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Retail stores will need to remain agile even as Europe looks forward to life after mass vaccination.

January 28, 2021 BySensormatic News Desk

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Wide variances in store traffic from country to country reflect the different responses retailers have adopted to lockdown in the face of the most recent spike in Covid infections. The most recent falls have been dramatic, in the face of the impact of the latest Covid variant that has been shown to be more virulent than the original strain.

Year on year comparisons vary wildly. In France, ShopperTrak data from Sensormatic’s traffic analysis shows that footfall fell 58.10% between January 3 and 9 2021, compared with the same period in 2020 (adjusted for available shopping days). In Germany, the drop off in the same period was 97.20%. In the UK, the drop off at 76.10 compared to Germany was lower, as the country looked forward to schools opening, which was cut short on January 11.

The brief positive start to Christmas was cruelly cut off, and the normally buoyant January sales have been dampened by continuous discounting. Finding positive news in this context is not easy other than recognising the lessons that can be learned from a lack of consistency in response country by country.

Despite mass vaccination programmes now progressing in earnest across Europe, it is estimated that even in the UK, which started earlier than most other countries, the majority of the population will not be protected until at least September, and this long timetable is certain to bring unpredictability to store traffic predictions for some time to come.

It also means that the safety measures put in place will have to continue for the foreseeable future and in some cases tightened in order to deter non-compliance. UK grocers, Sainsbury’s and Morrisons, both announced on January 11 that they would ask customers not wearing masks to leave the store, for example.

The good news is that overall retail sales held up well for many retailers in some sectors (DIY and sporting goods for example) and while more of these transactions were processed online, the demand for click-and-collect and drive-thru services from the store remained high as consumers looked to avoid delivery charges, get their deliveries quickly and use the excuse to get out of the house.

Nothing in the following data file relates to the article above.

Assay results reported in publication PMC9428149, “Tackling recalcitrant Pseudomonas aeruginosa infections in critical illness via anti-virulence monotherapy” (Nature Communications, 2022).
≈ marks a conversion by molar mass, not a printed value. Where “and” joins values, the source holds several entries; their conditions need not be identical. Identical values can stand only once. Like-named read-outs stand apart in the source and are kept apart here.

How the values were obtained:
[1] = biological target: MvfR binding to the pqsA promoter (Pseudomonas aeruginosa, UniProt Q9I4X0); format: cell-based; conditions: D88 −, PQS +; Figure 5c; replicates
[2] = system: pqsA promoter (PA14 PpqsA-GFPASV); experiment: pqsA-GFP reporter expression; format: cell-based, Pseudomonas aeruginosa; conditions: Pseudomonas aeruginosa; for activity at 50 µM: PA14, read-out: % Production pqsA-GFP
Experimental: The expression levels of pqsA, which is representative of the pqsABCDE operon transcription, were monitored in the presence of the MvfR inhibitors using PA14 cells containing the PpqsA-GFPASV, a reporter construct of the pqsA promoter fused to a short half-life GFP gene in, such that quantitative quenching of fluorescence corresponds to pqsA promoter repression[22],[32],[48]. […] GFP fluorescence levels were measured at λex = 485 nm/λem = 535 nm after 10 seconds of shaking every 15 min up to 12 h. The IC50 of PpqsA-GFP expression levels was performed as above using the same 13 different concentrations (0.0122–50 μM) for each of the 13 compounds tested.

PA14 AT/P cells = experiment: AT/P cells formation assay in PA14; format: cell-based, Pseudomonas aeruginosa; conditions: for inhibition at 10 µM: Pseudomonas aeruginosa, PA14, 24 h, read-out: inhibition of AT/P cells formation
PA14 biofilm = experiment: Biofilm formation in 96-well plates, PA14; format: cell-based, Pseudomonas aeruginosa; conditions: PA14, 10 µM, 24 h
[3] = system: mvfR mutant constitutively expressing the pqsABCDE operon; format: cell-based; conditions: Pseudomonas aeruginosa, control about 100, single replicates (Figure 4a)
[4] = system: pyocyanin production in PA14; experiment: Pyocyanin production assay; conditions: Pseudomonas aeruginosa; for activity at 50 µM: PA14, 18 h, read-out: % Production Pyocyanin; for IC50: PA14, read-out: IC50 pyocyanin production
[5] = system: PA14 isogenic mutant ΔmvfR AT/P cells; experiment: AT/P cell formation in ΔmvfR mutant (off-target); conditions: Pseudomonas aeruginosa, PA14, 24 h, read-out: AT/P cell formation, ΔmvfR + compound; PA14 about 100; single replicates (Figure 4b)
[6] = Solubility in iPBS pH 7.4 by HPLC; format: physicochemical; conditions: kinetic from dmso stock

Some of this behaviour is certain to become habitual, given that it will soon have been going on for a whole year, so retailers will need to embrace post-Covid behaviour that looks very similar to inter-Covid behaviour. This enables the store to maintain its relevance as online retail continues to take up a larger share of total shopping.

The impact on the store has already been profound as retailers have attempted to offer their usual high quality shopping experience while having to safeguard customers and staff with a raft of measures to enable social distancing, hygiene, safe wayfinding and prominent shrink avoidance signage.

On top of this, they will need to continue to count and analyse traffic to ensure that staff numbers and roles can be optimised to manage what is certain to be more unusual traffic patterns than seen in recent years.

And retailers will want to consolidate all these measures in to a true picture of store performance over time, as they look to review the entire store estate and rethink total numbers, size, layout and function, even to the extent of using the store as a mini warehouse to fulfil a growing number of on line orders for click and collect. Interestingly, Amazon spoke with Simon Property Group in the US to take over mall spaces left vacant by closed department stores that once belonged to J.C. Penney and Sears, to turn these spaces into online fulfilment centres. This possible trend has yet to surface in Europe, but the thinking is there – can the store play a wider role in the new digital economy and, if so, how will it operate?

For more insights on the impact of the pandemic on retail, follow Sensormatic Solutions on Linkedin.

 

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